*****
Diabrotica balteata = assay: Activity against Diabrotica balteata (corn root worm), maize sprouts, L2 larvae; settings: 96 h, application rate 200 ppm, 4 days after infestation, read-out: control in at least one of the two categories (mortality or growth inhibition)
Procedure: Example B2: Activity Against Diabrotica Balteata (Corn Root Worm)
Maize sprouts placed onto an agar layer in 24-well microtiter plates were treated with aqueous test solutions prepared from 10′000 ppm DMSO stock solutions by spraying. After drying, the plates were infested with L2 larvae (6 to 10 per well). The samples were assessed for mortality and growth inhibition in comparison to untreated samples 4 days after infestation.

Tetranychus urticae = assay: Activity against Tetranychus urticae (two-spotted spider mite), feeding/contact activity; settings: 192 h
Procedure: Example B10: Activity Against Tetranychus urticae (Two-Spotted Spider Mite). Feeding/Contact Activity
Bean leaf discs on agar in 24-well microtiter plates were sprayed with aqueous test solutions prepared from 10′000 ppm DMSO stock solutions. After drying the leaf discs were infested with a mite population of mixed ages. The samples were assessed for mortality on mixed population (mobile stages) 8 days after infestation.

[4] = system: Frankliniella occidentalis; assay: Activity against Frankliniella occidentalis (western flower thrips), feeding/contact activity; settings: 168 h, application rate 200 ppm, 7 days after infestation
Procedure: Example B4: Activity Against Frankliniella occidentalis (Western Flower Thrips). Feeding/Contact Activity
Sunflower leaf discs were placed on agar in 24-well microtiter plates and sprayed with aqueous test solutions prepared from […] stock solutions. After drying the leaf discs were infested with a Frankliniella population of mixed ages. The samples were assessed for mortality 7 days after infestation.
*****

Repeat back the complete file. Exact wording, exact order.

Diabrotica balteata = assay: Activity against Diabrotica balteata (corn root worm), maize sprouts, L2 larvae; settings: 96 h, application rate 200 ppm, 4 days after infestation, read-out: control in at least one of the two categories (mortality or growth inhibition)
Procedure: Example B2: Activity Against Diabrotica Balteata (Corn Root Worm)
Maize sprouts placed onto an agar layer in 24-well microtiter plates were treated with aqueous test solutions prepared from 10′000 ppm DMSO stock solutions by spraying. After drying, the plates were infested with L2 larvae (6 to 10 per well). The samples were assessed for mortality and growth inhibition in comparison to untreated samples 4 days after infestation.

Tetranychus urticae = assay: Activity against Tetranychus urticae (two-spotted spider mite), feeding/contact activity; settings: 192 h
Procedure: Example B10: Activity Against Tetranychus urticae (Two-Spotted Spider Mite). Feeding/Contact Activity
Bean leaf discs on agar in 24-well microtiter plates were sprayed with aqueous test solutions prepared from 10′000 ppm DMSO stock solutions. After drying the leaf discs were infested with a mite population of mixed ages. The samples were assessed for mortality on mixed population (mobile stages) 8 days after infestation.

[4] = system: Frankliniella occidentalis; assay: Activity against Frankliniella occidentalis (western flower thrips), feeding/contact activity; settings: 168 h, application rate 200 ppm, 7 days after infestation
Procedure: Example B4: Activity Against Frankliniella occidentalis (Western Flower Thrips). Feeding/Contact Activity
Sunflower leaf discs were placed on agar in 24-well microtiter plates and sprayed with aqueous test solutions prepared from […] stock solutions. After drying the leaf discs were infested with a Frankliniella population of mixed ages. The samples were assessed for mortality 7 days after infestation.